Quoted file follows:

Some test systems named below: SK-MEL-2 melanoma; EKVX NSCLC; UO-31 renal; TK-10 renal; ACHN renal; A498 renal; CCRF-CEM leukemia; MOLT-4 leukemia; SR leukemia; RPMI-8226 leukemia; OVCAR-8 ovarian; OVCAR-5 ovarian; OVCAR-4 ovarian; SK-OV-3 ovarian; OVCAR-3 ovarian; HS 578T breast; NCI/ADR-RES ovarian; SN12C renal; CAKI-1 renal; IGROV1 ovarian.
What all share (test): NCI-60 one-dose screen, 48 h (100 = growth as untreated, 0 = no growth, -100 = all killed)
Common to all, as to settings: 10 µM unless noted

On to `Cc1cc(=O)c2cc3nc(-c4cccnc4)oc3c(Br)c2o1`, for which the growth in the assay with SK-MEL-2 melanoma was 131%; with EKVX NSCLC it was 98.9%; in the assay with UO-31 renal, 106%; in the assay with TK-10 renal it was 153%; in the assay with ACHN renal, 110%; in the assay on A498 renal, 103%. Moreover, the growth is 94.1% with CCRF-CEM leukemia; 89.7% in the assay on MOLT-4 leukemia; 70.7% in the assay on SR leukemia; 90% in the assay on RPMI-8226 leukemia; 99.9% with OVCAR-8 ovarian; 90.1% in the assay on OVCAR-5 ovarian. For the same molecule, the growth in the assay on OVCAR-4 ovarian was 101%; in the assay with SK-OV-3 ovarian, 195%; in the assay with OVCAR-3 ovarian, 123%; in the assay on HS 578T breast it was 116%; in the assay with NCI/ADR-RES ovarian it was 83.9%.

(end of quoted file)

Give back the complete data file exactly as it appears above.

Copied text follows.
Some test systems named below: SK-MEL-2 melanoma; EKVX NSCLC; UO-31 renal; TK-10 renal; ACHN renal; A498 renal; CCRF-CEM leukemia; MOLT-4 leukemia; SR leukemia; RPMI-8226 leukemia; OVCAR-8 ovarian; OVCAR-5 ovarian; OVCAR-4 ovarian; SK-OV-3 ovarian; OVCAR-3 ovarian; HS 578T breast; NCI/ADR-RES ovarian; SN12C renal; CAKI-1 renal; IGROV1 ovarian.
What all share (test): NCI-60 one-dose screen, 48 h (100 = growth as untreated, 0 = no growth, -100 = all killed)
Common to all, as to settings: 10 µM unless noted

On to `Cc1cc(=O)c2cc3nc(-c4cccnc4)oc3c(Br)c2o1`, for which the growth in the assay with SK-MEL-2 melanoma was 131%; with EKVX NSCLC it was 98.9%; in the assay with UO-31 renal, 106%; in the assay with TK-10 renal it was 153%; in the assay with ACHN renal, 110%; in the assay on A498 renal, 103%. Moreover, the growth is 94.1% with CCRF-CEM leukemia; 89.7% in the assay on MOLT-4 leukemia; 70.7% in the assay on SR leukemia; 90% in the assay on RPMI-8226 leukemia; 99.9% with OVCAR-8 ovarian; 90.1% in the assay on OVCAR-5 ovarian. For the same molecule, the growth in the assay on OVCAR-4 ovarian was 101%; in the assay with SK-OV-3 ovarian, 195%; in the assay with OVCAR-3 ovarian, 123%; in the assay on HS 578T breast it was 116%; in the assay with NCI/ADR-RES ovarian it was 83.9%.